The Whole Sorry Day Speech

The speech that Kevin Rudd delivered at Parliament house yesterday was even more moving than I could have imagined. I cried. I never thought this would happen during my life time. I’m so full of hope for the future I feel like I could burst.

Here’s the whole thing: the four minute apology and then the twenty minute speech. It’s really worth watching all of it.

Part 1

Part 2

Part 3

Thanks to everyone who’s written to me from home and elsewhere. It’s wonderful to discover that yesterday’s historic events had an impact outside Australia. It was a great day.


  1. David Moles on #

    This is really excellent. I admit — a bit shamefacedly — that I have a bad habit of thinking of Oz as maybe fifteen to thirty years behind the US on a lot of social issues, but you are so far ahead of us today. I hope I hope I live to see someday a US president apologize half as sincerely for half the crap we’ve pulled over the last 200 years.

  2. veejane on #

    This is pretty awesome. And I guess it raises the question: why is it so hard to do? Like, why now, and not 20 years ago? 40 years ago?

    I’m not sure the US has ever officially apologized for slavery, or for treaty-breaking and general assholery with our own native peoples.

  3. Justine on #

    David: Yeah, I’ve heard a lot of Americans say that. I figure it’s part of the misapprehension that most Australians are like the crocodile hunter when, in fact, we’re the most urbanised country in the world.

    It’s a mixed bag, but there are ways my homeland is more socially progressive than the USA. For instance, same-sex relationships are recognised as defacto relationships. So if your same-sex partner is from overseas you can bring them into the country as your partner. Just like heterosexual couples can. (Presuming you get past all the immigration hoops and prove that your relationship is “genuine and continuing” as Scott and I had to do.)

  4. Margaret C. on #

    It’s more than apology, it’s acknowledgement. Truth and Reconciliation starts with Truth, right? Slavery, sure. But the Jim Crow days are rarely acknowledged here (it happened in the North too). There are a lot of people in the US who need to have their stories told as eloquently as Kevin Rudd tells the stories of the Stolen Generation.

  5. Justine on #

    Margaret: Yup!

  6. Adam Rakunas on #

    Man, I can only hope that when a Democrat gets into the White House next year, that person makes an apology as unequivocal as that.

  7. Adam Rakunas on #

    And as eloquent. Good God, I miss having a President who uses complete sentences.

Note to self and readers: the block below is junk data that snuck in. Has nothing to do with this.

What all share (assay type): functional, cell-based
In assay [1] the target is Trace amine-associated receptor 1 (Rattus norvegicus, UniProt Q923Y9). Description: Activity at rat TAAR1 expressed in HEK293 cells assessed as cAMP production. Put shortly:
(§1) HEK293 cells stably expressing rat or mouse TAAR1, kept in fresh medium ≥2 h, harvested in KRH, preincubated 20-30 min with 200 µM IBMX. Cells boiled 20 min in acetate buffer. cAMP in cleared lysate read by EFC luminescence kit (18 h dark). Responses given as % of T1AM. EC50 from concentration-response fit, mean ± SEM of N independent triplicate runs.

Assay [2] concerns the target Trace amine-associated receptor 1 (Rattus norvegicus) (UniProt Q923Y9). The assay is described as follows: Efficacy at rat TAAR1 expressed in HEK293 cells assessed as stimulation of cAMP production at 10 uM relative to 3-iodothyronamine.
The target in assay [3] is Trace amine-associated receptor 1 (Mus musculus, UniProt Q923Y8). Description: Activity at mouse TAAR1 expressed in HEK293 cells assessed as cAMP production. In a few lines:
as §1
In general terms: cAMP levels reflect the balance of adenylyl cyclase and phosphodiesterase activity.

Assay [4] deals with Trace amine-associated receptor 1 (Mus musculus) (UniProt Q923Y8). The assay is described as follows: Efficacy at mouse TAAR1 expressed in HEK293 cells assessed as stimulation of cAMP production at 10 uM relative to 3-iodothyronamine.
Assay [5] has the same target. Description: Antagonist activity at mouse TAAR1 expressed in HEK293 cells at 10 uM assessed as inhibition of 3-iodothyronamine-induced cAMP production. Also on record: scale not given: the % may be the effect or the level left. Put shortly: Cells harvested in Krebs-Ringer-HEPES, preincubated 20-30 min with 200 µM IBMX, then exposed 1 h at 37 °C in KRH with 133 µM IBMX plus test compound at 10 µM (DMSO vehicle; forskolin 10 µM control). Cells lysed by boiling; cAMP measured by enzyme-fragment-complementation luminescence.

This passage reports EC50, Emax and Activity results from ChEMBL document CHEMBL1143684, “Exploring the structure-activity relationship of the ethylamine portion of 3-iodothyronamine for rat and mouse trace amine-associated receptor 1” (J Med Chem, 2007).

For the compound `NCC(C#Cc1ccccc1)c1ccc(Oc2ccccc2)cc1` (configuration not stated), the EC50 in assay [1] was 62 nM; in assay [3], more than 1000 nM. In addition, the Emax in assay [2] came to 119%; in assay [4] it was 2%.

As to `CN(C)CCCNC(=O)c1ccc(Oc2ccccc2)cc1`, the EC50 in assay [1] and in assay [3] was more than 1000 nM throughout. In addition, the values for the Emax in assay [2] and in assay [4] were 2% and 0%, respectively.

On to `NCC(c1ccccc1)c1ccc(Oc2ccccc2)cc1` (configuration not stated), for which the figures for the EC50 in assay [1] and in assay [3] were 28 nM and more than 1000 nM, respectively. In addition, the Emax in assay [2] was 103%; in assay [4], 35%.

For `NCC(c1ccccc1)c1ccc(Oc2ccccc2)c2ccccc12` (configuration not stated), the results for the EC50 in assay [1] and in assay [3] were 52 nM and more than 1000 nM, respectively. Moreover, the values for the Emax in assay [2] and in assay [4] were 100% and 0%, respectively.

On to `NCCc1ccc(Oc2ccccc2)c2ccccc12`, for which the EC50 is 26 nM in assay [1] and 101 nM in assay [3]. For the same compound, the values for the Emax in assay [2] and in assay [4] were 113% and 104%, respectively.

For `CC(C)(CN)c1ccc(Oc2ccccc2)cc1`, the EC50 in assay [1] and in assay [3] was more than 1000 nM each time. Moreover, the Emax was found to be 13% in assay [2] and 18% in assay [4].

8. emmaco on #

    I was just remembering how powerful the reconciliation walks of 2000 were and how I became less and less sure anything was going to change in a positive way since then. I think part of my happiness at this event is that it feels like we’re really on an upward path (with the turning point the election).

  9. Lauren on #

    It’s a sign of strength when a nation can acknowledge its past wrongdoings and vow to improve on the future. Bravo. What a proud day for Australia.

  10. Justine on #

    Lauren: Exactly! If we can be proud of our homeland’s glories—why can’t we also acknowledge the iniquities?

  11. Lissa on #

    You know, a few years ago, I might not have known this happened. I almost certainly wouldn’t have watched it. I think that’s one of the best things to come out of having the internet – accessibility to people and events that we wouldn’t otherwise have. When one has friends from all over the world, one becomes more interested in the things that impact their lives (at least, they should!). This was a very moving speech and I really hope that what he said comes to pass.

  12. margo on #

    Thanks for putting this up, Justine. I had read the text and seen the news, but not seen the whole thing – it was great to sit and listen properly. I loved it that ‘all mothers are important’ was taken up and said aloud in the House as part of this speech, and I also liked the reference to the ‘thinly veiled contempt’ – with which not just Aboriginal people but pretty much all Australians have been treated for so much of the last decade, I can hardly believe what happened yesterday in Parliament.

  13. Mike on #

    It seems that the apology is one of the rare moments in our history where, in a very shared and public way, we have spoken something true about our history. We finally, for a moment at least, lay down the colonial myths of progress and triumph and see what is really happening. Perhaps one reason Howard couldn’t and wouldn’t genuinely acknowledge the loss that Aboriginal people endure is because it means letting go of the these myths. It is, I think, about speaking for ourselves, not hiding in the shadows of our colonial origins. Perhaps for the first time. It was an extraordinary day.

  14. limeywesty on #

    I watched it at school… and got into trouble for not exactly being in class, but when they heard it was to watch the Apoloy in the IT section, I was forgiven.

    I really believe it was LONG overdue though.
    mj can tell you about my rant on the fact that Aboriginies weren’t considered people even until the 60s. yep… anyways.

  15. Dave H. on #

    I’d give so much to see an American president and an American Congress do this. Apologize to our native people, and to the slaves, and to all the countries that we’ve despoiled. Apologize for doing things because we could, because we were entitled to whatever we wanted, because we were a superior race.

    A nation is never as strong as when it accepts its flaws.

  16. serene on #

    Thank you so much for this. I love seeing evidence of the goodness in the world. It keeps me from dying of cynicism.

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